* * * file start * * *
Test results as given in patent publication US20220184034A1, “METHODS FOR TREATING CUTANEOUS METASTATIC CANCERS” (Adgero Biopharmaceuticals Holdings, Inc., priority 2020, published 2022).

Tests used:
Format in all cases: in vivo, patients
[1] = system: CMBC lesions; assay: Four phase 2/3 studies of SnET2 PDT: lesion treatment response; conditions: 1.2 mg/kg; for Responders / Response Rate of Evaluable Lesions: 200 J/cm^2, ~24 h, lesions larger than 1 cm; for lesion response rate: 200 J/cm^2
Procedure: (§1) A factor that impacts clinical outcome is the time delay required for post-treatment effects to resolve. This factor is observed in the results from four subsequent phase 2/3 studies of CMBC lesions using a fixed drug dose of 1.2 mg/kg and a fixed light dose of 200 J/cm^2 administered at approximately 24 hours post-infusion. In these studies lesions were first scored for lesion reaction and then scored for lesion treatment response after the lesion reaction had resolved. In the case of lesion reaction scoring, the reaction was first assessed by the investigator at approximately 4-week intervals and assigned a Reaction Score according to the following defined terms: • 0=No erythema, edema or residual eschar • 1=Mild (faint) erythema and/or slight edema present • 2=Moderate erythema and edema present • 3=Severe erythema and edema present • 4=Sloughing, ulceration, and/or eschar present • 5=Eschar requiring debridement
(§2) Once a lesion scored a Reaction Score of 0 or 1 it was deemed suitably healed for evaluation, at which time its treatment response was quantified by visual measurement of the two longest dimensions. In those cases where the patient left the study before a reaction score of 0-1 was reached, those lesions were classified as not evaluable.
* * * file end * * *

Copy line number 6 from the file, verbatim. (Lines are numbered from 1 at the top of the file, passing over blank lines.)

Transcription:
(§2) Once a lesion scored a Reaction Score of 0 or 1 it was deemed suitably healed for evaluation, at which time its treatment response was quantified by visual measurement of the two longest dimensions. In those cases where the patient left the study before a reaction score of 0-1 was reached, those lesions were classified as not evaluable.